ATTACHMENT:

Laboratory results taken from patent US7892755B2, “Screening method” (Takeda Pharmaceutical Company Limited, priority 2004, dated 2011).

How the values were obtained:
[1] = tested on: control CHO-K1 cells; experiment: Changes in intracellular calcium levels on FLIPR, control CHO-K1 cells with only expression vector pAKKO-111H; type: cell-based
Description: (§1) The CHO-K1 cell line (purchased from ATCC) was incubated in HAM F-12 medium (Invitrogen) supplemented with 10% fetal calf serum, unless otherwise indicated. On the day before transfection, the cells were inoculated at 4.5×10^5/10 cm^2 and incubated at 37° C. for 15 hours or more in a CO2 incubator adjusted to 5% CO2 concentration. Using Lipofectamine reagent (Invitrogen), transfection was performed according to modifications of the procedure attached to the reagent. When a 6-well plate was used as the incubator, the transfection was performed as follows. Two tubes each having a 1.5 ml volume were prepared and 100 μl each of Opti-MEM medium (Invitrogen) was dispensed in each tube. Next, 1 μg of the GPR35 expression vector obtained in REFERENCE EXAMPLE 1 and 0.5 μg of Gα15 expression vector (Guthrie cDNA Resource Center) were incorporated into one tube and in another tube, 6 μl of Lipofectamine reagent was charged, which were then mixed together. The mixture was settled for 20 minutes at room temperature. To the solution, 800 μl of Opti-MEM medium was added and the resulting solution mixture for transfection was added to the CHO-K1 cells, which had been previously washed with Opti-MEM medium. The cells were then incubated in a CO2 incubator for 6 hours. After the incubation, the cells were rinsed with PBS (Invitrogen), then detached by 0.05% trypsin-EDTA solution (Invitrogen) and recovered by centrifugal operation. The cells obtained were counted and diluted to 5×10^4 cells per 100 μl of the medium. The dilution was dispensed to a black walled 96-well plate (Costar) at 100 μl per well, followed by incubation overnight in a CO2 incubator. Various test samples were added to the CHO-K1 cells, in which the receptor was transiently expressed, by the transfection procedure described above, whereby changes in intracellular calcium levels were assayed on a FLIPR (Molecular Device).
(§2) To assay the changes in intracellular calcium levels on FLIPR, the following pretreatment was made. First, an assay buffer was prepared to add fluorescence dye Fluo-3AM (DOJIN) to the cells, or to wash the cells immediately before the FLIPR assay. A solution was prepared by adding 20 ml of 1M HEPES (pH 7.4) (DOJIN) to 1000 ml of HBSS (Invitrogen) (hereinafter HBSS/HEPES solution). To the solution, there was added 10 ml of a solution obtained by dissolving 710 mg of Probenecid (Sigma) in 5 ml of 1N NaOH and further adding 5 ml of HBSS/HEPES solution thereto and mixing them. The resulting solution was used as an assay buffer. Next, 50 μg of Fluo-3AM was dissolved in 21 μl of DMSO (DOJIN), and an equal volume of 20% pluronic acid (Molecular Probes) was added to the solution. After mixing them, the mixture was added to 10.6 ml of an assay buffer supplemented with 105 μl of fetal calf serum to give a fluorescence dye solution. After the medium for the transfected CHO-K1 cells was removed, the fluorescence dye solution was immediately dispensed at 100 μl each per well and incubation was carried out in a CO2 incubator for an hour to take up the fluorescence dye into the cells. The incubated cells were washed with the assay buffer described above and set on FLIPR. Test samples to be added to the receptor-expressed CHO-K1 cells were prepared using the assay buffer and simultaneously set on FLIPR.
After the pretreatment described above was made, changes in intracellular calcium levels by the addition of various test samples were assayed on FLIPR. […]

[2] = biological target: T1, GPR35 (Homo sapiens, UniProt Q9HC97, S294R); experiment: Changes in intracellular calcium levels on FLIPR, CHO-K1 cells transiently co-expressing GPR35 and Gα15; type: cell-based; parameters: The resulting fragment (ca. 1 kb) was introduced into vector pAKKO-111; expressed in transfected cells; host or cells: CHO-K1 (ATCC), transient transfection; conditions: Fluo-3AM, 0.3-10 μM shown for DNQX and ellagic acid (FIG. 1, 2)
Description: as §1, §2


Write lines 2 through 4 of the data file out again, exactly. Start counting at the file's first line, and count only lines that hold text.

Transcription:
How the values were obtained:
[1] = tested on: control CHO-K1 cells; experiment: Changes in intracellular calcium levels on FLIPR, control CHO-K1 cells with only expression vector pAKKO-111H; type: cell-based
Description: (§1) The CHO-K1 cell line (purchased from ATCC) was incubated in HAM F-12 medium (Invitrogen) supplemented with 10% fetal calf serum, unless otherwise indicated. On the day before transfection, the cells were inoculated at 4.5×10^5/10 cm^2 and incubated at 37° C. for 15 hours or more in a CO2 incubator adjusted to 5% CO2 concentration. Using Lipofectamine reagent (Invitrogen), transfection was performed according to modifications of the procedure attached to the reagent. When a 6-well plate was used as the incubator, the transfection was performed as follows. Two tubes each having a 1.5 ml volume were prepared and 100 μl each of Opti-MEM medium (Invitrogen) was dispensed in each tube. Next, 1 μg of the GPR35 expression vector obtained in REFERENCE EXAMPLE 1 and 0.5 μg of Gα15 expression vector (Guthrie cDNA Resource Center) were incorporated into one tube and in another tube, 6 μl of Lipofectamine reagent was charged, which were then mixed together. The mixture was settled for 20 minutes at room temperature. To the solution, 800 μl of Opti-MEM medium was added and the resulting solution mixture for transfection was added to the CHO-K1 cells, which had been previously washed with Opti-MEM medium. The cells were then incubated in a CO2 incubator for 6 hours. After the incubation, the cells were rinsed with PBS (Invitrogen), then detached by 0.05% trypsin-EDTA solution (Invitrogen) and recovered by centrifugal operation. The cells obtained were counted and diluted to 5×10^4 cells per 100 μl of the medium. The dilution was dispensed to a black walled 96-well plate (Costar) at 100 μl per well, followed by incubation overnight in a CO2 incubator. Various test samples were added to the CHO-K1 cells, in which the receptor was transiently expressed, by the transfection procedure described above, whereby changes in intracellular calcium levels were assayed on a FLIPR (Molecular Device).